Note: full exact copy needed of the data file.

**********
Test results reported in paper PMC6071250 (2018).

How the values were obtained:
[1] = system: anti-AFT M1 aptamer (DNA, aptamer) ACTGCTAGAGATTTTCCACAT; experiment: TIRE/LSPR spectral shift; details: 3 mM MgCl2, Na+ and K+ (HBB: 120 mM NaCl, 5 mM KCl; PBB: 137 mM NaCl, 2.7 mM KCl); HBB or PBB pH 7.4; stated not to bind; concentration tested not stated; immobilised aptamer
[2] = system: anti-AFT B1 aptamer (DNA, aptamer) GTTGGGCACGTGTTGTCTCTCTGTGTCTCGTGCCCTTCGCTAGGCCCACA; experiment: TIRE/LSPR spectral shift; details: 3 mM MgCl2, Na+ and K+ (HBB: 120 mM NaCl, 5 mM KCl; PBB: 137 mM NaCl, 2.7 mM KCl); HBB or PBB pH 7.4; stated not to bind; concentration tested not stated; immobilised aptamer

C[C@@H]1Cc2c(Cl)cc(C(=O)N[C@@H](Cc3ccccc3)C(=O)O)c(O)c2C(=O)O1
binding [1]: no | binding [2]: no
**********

Test results reported in paper PMC6071250 (2018).

How the values were obtained:
[1] = system: anti-AFT M1 aptamer (DNA, aptamer) ACTGCTAGAGATTTTCCACAT; experiment: TIRE/LSPR spectral shift; details: 3 mM MgCl2, Na+ and K+ (HBB: 120 mM NaCl, 5 mM KCl; PBB: 137 mM NaCl, 2.7 mM KCl); HBB or PBB pH 7.4; stated not to bind; concentration tested not stated; immobilised aptamer
[2] = system: anti-AFT B1 aptamer (DNA, aptamer) GTTGGGCACGTGTTGTCTCTCTGTGTCTCGTGCCCTTCGCTAGGCCCACA; experiment: TIRE/LSPR spectral shift; details: 3 mM MgCl2, Na+ and K+ (HBB: 120 mM NaCl, 5 mM KCl; PBB: 137 mM NaCl, 2.7 mM KCl); HBB or PBB pH 7.4; stated not to bind; concentration tested not stated; immobilised aptamer

C[C@@H]1Cc2c(Cl)cc(C(=O)N[C@@H](Cc3ccccc3)C(=O)O)c(O)c2C(=O)O1
binding [1]: no | binding [2]: no